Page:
Los Angeles Times
‘The One’ auction may come soon
Bidding on the giant, unfinished Bel-Air mansion, possibly in January, could start at $250 million.
The largest modern home in America could be auctioned in January starting at $250 million, its owner told a U.S. Bankruptcy Court official Tuesday.
Developer Nile Niami’s Crestlloyd plans to hire two luxury home sellers to list the Bel-Air mega-mansion known as “The One” for that price and help find bidders for the auction, a reversal that could bring to an end a saga that has pitted a glitzy developer against a cadre of lenders.
“We’re still going back and forth, strategically speaking, but we anticipate that the listing price will be approximately $250 million,” Crestlloyd manager Lawrence Perkins told the court. “Our goal is to run a thoughtful sale process to maximize the value from the small group of people in the world that can buy a property like this.”
The new plan represents a departure by Perkins, who initially said the focus would be on completing the home before selling it when it was placed into Chapter 11 bankruptcy protection in October.
The One had been facing a trustee’s sale by the largest creditor after it was placed into receivership in July when Crestlloyd defaulted on more than $100 million owed to Hankey Capital, the real estate lending arm of Los Angeles billionaire Don Hankey.
The receiver has said that it may take $10 million and as long as 12 months to repair and finish the 105,000square-foot home, which has been under construction for years.
However, Perkins, a turnaround specialist at SierraConstellation Partners, told the Bankruptcy Court that Crestlloyd had no plans to employ anyone, indicating it would be sold as is.
Outside of court, Perkins said the change of plans came after real estate experts who were consulted said any buyer would want to personalize the property — and therefore it made little sense to spend millions completing it.
“The juice isn’t worth the squeeze to finish it, because someone’s just going to have to redo a lot of the work anyway,” he told The Times.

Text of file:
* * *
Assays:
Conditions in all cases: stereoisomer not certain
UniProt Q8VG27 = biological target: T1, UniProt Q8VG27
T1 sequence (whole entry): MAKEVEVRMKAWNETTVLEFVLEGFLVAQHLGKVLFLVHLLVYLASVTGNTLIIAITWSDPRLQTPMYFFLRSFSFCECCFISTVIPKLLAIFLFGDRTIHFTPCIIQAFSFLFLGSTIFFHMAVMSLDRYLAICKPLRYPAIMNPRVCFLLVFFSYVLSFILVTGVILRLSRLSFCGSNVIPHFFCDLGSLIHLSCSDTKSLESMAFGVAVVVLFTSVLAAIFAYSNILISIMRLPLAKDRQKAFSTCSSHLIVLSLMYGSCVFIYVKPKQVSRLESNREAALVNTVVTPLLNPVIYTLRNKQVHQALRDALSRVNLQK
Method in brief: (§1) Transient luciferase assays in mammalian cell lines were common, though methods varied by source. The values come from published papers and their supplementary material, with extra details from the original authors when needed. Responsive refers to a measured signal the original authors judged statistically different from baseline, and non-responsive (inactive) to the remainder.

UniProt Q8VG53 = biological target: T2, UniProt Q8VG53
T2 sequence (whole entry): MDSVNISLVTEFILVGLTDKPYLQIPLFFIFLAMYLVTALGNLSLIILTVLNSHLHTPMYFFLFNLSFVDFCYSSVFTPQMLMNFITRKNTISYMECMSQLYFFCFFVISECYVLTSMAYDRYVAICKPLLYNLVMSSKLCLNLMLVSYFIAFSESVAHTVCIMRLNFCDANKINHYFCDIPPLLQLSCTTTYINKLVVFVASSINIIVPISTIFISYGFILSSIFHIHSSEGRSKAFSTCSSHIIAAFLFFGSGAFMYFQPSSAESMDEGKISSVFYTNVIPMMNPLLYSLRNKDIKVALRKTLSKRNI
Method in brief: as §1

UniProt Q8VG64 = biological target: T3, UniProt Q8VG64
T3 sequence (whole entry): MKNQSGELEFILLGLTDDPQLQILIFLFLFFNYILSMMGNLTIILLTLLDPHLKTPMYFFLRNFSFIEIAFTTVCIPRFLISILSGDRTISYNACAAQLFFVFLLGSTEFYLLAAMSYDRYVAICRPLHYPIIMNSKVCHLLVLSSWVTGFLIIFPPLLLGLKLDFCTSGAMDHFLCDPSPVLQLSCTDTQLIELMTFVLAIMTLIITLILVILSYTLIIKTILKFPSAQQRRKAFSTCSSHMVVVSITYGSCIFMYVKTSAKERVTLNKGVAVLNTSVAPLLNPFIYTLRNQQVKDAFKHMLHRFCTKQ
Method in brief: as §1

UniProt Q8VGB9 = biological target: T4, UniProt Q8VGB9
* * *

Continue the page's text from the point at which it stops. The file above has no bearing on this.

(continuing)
Last month, in its initial bankruptcy papers the developer’s limited liability company valued the home at $325 million. It had once been marketed at $500 million. Perkins told the court the hope was it would sell for at least $250 million and possibly much more, with all bidders prequalified.
He said a $200-million sale would satisfy all debt on the property, which Crestlloyd has totaled at $180 million in Bankruptcy Court filings.
Crestlloyd is working with luxury real estate agent Aaron Kirman of Compass and luxury brokerage Williams & Williams Estates Group to market and list the home, Perkins told the court, though contracts have yet to be approved.
Kirman stars in the CNBC reality show “Listing Impossible,” which focuses on selling multimillion-dollar luxury homes that have been hard to sell.
Perkins said the plan is to have Concierge Auctions conduct the sale. He said the New York-based house has sold luxury properties around the world to the same kind of buyers who would be interested in the One.
Perkins told The Times that if the listing agents were to turn up a buyer willing to pay a super-premium price for the property, the auction would be called off — an outcome he said would be a “happy surprise.”
The goal, he said, was to list the home and also schedule an auction to prevent buyer after buyer from getting cold feet.
“What we don’t want it to do is drag on and on,” Perkins said.
The mansion at 944 Airole Way features luxury amenities such as multiple pools, a spa, a beauty salon, cigar and candy rooms, a bowling alley, a rooftop putting green and a multiplex-size movie theater.
The fate of the mansion with its hilltop view of the Los Angeles Basin and the Pacific Ocean has been up in the air since Niami’s Crestlloyd defaulted last year on $106 million owed to Hankey, a hard-money lender and real estate developer who made his fortune in subprime auto lending.
Niami, the so-called king of the L.A. mega-mansion, sought in the spring to hold off any sale and instead proposed living in the One and turning it into an event space featuring entertainment such as boxing matches and concerts. Hankey was not interested and filed for foreclosure in June.
That filing set off a legal flurry in L.A. County Superior Court, with another lender filing suit against Hankey Capital after the billionaire decided to hold a trustee’s sale and not proceed with a plan to list the home through two other luxury brokers for $225 million.
Hankey was accused of trying to hog the proceeds of a lowball auction, which would then put it in a position to take ownership of and resell the property at a higher price. Hankey Capital said it is following the law, and the billionaire has said he only wants to recoup his capital. The trustee’s sale and Superior Court litigation have been on hold because of the bankruptcy.